My research takes this approach by focusing on the optic tectum of Xenopus laevis tadpoles. For years, the frog visual system has been an incredibly fruitful preparation in which to study sensory-motor integration as well as visual system development of vertebrates [3-5], and this work has played an important role in shaping our view of how the CNS develops. Since the tectum receives direct multisensory input and its output is directly related with behavior, it is the ideal preparation to study the development of neural circuits involved in behavior. Experimentally, the developing tectal circuit of Xenopus laevis tadpoles provides tremendous advantages over other preparations: First, we have developed robust behavioral assays that are sensitive to changes in tectal circuit development. Second, the ability to easily perform in vivo whole-cell recordings and Ca++ imaging of populations of tectal neurons poses a unique opportunity to study the single-cell and network-level mechanisms by which sensory stimuli are processed. Third, the isolated whole tadpole brain preparation allows us to study electrophysiological responses in developing neurons in an intact brain with most of its circuitry preserved, providing a naturalistic yet reduced preparation [6, 7]. Fourth, the optic tectum receives direct visual, auditory and mechanosensory input, allowing for in vivo manipulations of neural activity by altering the sensory environment [8]. Fifth, because it has a relatively permeable blood brain barrier, it is possible to do in vivo pharmacological manipulations by introducing drugs directly into the rearing solution [9, 10]. Sixth, there are several established techniques for altering gene expression in the in vivo tectum and retina, including viral gene transfer, electroporation of DNA plasmids, RNA interference, morpholino antisense-oligonucleotides as well as various novel transgenesis techniques such as pTransgenesis [6, 11, 12].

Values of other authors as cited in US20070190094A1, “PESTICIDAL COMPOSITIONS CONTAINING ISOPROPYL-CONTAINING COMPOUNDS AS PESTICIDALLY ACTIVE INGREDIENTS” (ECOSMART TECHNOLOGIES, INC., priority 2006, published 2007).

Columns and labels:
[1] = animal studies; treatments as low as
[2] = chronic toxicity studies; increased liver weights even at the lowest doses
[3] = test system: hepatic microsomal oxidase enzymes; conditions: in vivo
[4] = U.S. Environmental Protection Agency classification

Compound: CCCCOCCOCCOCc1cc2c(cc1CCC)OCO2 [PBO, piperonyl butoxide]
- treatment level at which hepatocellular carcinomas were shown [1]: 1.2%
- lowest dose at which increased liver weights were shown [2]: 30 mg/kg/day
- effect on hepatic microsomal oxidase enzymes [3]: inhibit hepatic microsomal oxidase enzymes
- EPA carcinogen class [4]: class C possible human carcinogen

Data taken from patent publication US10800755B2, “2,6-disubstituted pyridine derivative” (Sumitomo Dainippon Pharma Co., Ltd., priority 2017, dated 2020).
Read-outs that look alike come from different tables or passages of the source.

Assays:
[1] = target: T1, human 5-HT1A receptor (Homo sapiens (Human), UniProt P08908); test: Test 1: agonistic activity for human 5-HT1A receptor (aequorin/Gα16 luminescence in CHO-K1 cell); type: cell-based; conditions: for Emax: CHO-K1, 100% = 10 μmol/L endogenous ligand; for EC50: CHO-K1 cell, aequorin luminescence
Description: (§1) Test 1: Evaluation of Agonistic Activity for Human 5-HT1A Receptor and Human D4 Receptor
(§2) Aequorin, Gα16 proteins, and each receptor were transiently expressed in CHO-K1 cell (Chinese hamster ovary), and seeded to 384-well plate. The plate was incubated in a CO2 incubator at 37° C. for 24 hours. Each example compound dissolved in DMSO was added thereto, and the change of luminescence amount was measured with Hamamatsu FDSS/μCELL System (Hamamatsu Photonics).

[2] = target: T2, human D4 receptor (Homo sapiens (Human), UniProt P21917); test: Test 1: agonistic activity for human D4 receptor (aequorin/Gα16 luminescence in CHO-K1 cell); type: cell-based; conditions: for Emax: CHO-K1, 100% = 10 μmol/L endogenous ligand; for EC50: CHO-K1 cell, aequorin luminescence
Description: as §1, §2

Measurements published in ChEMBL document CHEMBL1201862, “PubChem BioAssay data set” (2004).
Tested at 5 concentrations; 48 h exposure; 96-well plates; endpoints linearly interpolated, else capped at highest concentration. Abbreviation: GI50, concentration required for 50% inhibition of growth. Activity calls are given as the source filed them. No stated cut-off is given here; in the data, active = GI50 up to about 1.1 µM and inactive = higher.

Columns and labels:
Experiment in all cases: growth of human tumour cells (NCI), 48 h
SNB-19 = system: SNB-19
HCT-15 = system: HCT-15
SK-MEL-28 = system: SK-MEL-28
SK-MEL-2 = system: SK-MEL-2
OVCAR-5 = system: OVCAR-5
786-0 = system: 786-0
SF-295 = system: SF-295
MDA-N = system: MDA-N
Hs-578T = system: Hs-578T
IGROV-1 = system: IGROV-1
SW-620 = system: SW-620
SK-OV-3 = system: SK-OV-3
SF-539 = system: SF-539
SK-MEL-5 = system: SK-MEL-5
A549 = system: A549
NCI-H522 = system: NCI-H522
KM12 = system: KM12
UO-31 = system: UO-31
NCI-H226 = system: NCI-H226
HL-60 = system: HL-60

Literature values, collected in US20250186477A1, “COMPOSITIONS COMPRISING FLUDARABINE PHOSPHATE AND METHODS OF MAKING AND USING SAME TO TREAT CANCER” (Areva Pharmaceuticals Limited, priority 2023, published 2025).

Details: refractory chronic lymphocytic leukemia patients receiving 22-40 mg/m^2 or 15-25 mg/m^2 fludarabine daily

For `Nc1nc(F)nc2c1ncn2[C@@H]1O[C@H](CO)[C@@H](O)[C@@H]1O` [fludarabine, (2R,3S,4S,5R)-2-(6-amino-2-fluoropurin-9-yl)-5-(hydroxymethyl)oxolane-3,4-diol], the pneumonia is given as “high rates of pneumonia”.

Thus, the Xenopus tadpole visual system is one of the few preparations in which one can take a unique, integrative approach where one can work at the interface between the molecular, cellular, circuit and behavioral levels in an intact and highly-plastic vertebrate animal as it goes through development. Furthermore, understanding how small perturbations in this developmental process can cascade into large scale defects in neural circuit function will provide important insights into the mechanisms underlying a variety of neurodevelopmental disorders such as autism, schizophrenia and childhood epilepsies.

Current Research Activities

The optic tectum, and its mammalian homologue the superior colliculus, are central for transforming visual input into orienting behavior and for performing multisensory integration [13-16]. The optic tectum receives a topographically-organized projection from the retina. Initial establishment of this map depends on molecular cues, but further refinement, maturation and maintenance requires neural activity [17, 18]. Patterned visual activity plays a central role in this process, regulating both dendritic growth and formation of new synapses [5, 19, 20].

Most of our research focuses on a period in early development (between developmental stages 42 and 49) when the retinotectal map is being established and further refined, and innervation from other sensory modalities is also occurring. By focusing on key developmental stages (see Fig. 1) during this period we can track the functional development of tectal circuits over time, and work over the last several years has documented this process in extensive detail. Our work focuses on various levels of analysis, from single cells, to behavior and multisensory integration. Some of our major research efforts are described below.

Homeostatic Control of Neural Excitability and Synaptic Transmission